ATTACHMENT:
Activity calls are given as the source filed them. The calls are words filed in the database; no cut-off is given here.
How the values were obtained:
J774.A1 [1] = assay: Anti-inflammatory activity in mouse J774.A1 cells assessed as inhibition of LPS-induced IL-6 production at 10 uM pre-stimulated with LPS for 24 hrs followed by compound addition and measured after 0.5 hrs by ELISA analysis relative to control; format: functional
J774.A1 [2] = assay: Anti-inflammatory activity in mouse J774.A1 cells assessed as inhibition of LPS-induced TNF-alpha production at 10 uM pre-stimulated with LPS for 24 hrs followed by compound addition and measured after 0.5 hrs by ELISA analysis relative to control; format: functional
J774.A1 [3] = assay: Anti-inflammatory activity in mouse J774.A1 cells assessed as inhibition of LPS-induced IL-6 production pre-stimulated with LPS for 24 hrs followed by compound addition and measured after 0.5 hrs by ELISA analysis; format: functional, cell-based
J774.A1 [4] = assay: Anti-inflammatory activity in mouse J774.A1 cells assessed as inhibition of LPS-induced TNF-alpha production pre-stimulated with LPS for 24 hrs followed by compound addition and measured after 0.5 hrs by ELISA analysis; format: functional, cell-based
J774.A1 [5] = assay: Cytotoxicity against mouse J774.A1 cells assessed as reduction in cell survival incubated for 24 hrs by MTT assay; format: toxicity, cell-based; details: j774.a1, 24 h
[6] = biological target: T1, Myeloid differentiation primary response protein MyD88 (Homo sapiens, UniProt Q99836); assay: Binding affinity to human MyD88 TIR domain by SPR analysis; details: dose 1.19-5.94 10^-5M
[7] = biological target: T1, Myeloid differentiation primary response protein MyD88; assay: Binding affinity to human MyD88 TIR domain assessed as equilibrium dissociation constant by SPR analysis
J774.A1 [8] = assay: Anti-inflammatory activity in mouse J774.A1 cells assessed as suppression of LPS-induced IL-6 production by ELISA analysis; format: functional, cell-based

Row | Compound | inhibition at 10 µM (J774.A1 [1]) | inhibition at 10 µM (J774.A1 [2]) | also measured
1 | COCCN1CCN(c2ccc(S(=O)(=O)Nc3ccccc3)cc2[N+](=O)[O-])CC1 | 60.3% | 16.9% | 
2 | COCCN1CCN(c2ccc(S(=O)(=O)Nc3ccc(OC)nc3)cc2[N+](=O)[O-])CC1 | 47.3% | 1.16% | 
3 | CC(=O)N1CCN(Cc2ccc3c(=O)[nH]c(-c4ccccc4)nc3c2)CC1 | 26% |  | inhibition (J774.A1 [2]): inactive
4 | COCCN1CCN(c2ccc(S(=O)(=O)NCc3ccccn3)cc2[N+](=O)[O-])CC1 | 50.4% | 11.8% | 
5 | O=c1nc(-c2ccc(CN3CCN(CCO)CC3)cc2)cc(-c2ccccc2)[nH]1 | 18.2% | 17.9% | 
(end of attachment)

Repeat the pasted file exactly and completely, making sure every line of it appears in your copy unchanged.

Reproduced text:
Activity calls are given as the source filed them. The calls are words filed in the database; no cut-off is given here.
How the values were obtained:
J774.A1 [1] = assay: Anti-inflammatory activity in mouse J774.A1 cells assessed as inhibition of LPS-induced IL-6 production at 10 uM pre-stimulated with LPS for 24 hrs followed by compound addition and measured after 0.5 hrs by ELISA analysis relative to control; format: functional
J774.A1 [2] = assay: Anti-inflammatory activity in mouse J774.A1 cells assessed as inhibition of LPS-induced TNF-alpha production at 10 uM pre-stimulated with LPS for 24 hrs followed by compound addition and measured after 0.5 hrs by ELISA analysis relative to control; format: functional
J774.A1 [3] = assay: Anti-inflammatory activity in mouse J774.A1 cells assessed as inhibition of LPS-induced IL-6 production pre-stimulated with LPS for 24 hrs followed by compound addition and measured after 0.5 hrs by ELISA analysis; format: functional, cell-based
J774.A1 [4] = assay: Anti-inflammatory activity in mouse J774.A1 cells assessed as inhibition of LPS-induced TNF-alpha production pre-stimulated with LPS for 24 hrs followed by compound addition and measured after 0.5 hrs by ELISA analysis; format: functional, cell-based
J774.A1 [5] = assay: Cytotoxicity against mouse J774.A1 cells assessed as reduction in cell survival incubated for 24 hrs by MTT assay; format: toxicity, cell-based; details: j774.a1, 24 h
[6] = biological target: T1, Myeloid differentiation primary response protein MyD88 (Homo sapiens, UniProt Q99836); assay: Binding affinity to human MyD88 TIR domain by SPR analysis; details: dose 1.19-5.94 10^-5M
[7] = biological target: T1, Myeloid differentiation primary response protein MyD88; assay: Binding affinity to human MyD88 TIR domain assessed as equilibrium dissociation constant by SPR analysis
J774.A1 [8] = assay: Anti-inflammatory activity in mouse J774.A1 cells assessed as suppression of LPS-induced IL-6 production by ELISA analysis; format: functional, cell-based

Row | Compound | inhibition at 10 µM (J774.A1 [1]) | inhibition at 10 µM (J774.A1 [2]) | also measured
1 | COCCN1CCN(c2ccc(S(=O)(=O)Nc3ccccc3)cc2[N+](=O)[O-])CC1 | 60.3% | 16.9% | 
2 | COCCN1CCN(c2ccc(S(=O)(=O)Nc3ccc(OC)nc3)cc2[N+](=O)[O-])CC1 | 47.3% | 1.16% | 
3 | CC(=O)N1CCN(Cc2ccc3c(=O)[nH]c(-c4ccccc4)nc3c2)CC1 | 26% |  | inhibition (J774.A1 [2]): inactive
4 | COCCN1CCN(c2ccc(S(=O)(=O)NCc3ccccn3)cc2[N+](=O)[O-])CC1 | 50.4% | 11.8% | 
5 | O=c1nc(-c2ccc(CN3CCN(CCO)CC3)cc2)cc(-c2ccccc2)[nH]1 | 18.2% | 17.9% | 